With innovative recycling practices always emerging, Shawn Gensch, Target’s senior vice president of marketing, recently sat down with Ian Yolles, Chief Sustainability Officer at Recyclebank, to learn more about the challenges facing the retail industry and ways consumers can learn and do more.
Shawn Gensch: Tell us more about Recyclebank. How did the company start and how does it work?
Ian Yolles: Recyclebank helps create a more sustainable future by rewarding people for taking everyday green actions. Through our digital media platform and numerous partnerships, we incentivize sustainable behavior with points that can be redeemed for discounts and deals at local and national businesses, like Target. On average, Recyclebank’s members earn more than $130 in rewards value each year through our program.
Today, members are rewarded for household energy reduction, choosing smarter transportation, purchasing and recycling certain products, taking eco-challenges, engaging with educational content and pledging to take greener actions. Our mission is to motivate individuals and communities to realize a world in which nothing is wasted — changing how people view their role in creating a sustainable future. We aim to take sustainable actions from niche to mainstream by educating, engaging and empowering as many people as we can, online and offline.
SRG: What problems do retailers face in coordinating large-scale recycling programs?
IY: There are three key challenges. The first is determining whether or not the initiative actually makes sense from an environmental point of view. From a carbon impact perspective, this is really a life cycle analysis question. The second is a consumer engagement question. How do you communicate and engage your guests so they feel good about becoming your partner and are motivated to participate? The third question is an operational one. How do you make the program work in the context of the day-to-day operational reality of your retail environment?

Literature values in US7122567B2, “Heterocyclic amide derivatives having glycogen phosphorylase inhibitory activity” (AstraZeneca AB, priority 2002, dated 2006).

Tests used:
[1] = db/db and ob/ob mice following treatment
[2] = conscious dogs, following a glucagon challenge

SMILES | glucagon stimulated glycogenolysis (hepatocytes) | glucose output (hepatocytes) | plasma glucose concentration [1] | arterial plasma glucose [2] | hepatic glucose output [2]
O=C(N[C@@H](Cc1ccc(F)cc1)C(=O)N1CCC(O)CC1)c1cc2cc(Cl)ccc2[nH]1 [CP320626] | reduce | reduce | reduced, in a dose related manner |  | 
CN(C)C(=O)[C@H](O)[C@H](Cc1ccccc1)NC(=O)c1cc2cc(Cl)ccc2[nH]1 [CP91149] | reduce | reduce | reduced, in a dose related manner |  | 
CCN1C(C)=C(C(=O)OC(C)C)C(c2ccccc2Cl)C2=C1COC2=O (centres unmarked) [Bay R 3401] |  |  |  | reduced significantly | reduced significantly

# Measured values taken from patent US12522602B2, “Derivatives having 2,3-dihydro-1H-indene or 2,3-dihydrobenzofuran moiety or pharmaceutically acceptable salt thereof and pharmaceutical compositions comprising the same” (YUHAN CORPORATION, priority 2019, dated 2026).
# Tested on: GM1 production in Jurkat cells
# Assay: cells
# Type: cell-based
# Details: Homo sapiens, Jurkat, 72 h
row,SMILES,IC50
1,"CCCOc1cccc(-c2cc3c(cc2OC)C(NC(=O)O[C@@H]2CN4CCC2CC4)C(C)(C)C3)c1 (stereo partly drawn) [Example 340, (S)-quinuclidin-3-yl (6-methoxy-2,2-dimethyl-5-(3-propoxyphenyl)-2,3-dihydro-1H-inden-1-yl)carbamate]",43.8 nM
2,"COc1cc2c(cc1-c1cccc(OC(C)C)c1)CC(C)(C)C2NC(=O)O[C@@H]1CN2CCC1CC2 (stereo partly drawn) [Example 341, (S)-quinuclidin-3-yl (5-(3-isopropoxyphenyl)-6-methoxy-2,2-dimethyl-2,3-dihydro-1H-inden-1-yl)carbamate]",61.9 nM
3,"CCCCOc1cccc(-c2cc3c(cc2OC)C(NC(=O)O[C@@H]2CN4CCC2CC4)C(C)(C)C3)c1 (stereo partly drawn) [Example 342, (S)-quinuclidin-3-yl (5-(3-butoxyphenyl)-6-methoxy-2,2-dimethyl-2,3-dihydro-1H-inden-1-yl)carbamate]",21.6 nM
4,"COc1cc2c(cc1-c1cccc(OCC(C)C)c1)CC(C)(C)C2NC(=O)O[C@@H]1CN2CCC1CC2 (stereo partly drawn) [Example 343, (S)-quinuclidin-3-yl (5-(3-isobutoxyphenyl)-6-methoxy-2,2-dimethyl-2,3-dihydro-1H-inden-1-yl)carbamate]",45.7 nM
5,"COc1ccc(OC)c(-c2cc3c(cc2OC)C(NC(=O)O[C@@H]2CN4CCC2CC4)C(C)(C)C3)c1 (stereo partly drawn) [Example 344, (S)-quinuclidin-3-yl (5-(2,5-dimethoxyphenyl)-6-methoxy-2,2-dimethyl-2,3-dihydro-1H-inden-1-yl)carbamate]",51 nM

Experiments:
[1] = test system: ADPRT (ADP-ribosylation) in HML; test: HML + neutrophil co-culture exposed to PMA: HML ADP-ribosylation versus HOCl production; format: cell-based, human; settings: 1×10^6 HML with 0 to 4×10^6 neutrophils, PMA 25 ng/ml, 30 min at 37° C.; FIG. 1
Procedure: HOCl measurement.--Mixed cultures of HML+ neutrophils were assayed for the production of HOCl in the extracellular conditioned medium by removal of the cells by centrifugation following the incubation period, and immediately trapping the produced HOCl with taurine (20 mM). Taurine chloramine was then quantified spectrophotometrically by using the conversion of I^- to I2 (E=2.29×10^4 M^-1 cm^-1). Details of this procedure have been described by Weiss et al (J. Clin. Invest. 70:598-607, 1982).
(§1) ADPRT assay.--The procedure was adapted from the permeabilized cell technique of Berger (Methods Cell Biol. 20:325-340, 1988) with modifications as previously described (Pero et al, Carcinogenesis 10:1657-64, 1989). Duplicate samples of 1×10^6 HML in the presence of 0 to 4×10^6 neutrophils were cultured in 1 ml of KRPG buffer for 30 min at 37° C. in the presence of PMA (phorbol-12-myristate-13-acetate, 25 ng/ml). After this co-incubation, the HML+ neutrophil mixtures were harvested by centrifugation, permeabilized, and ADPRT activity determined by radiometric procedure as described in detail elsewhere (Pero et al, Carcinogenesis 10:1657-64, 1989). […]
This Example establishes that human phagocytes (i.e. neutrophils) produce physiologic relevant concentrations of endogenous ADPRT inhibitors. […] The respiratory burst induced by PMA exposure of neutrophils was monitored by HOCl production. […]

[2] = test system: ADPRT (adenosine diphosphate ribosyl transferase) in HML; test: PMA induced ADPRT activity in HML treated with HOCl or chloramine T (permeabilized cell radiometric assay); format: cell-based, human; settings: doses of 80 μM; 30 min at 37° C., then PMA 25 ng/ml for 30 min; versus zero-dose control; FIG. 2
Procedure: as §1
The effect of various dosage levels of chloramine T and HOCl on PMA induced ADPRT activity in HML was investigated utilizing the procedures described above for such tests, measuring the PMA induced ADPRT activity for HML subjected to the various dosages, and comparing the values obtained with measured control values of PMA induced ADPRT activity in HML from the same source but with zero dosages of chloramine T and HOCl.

SRG: What resources are available to consumers to help them recycle TVs and other large electronics?
IY: Earth911 is a terrific resource. They specialize in providing consumers with accessible and actionable recycling information across the country. The Earth911 Recycling Directory is the most accurate and comprehensive directory of its kind and contains recycling information for more than 300 materials, including large electronics. People can search and find their nearest recycling options and resources by material type. They also have the toll-free, bilingual 1-800-CLEANUP environmental hotline and a free mobile app called iRecycle.
SRG: Are there some items that are simply more difficult to recycle than others?
IY: Definitely. It all depends on end use and whether there is an existing market for recycled material and the infrastructure to recycle them. Batteries, for example, are not always easy to recycle, although the battery industry has come together to try to both create a market and the necessary infrastructure.
SRG: What are three tips you can give consumers about being more active in recycling?
IY: Connect the dots. First, think about where the things that you buy come from. Second, consider how you can maximize the life of the products you buy. Third, think about what happens to them after they’ve ended their useful life. On this last point, items don’t just magically disappear. What a consumer does with a product when they’re finished with it has a material impact. If it can be recycled, it’s a small act that reduces carbon emissions, preserves natural resources and saves energy. That’s a big bang for one small act.
To learn more about recycling, visit Target.com/HereForGood.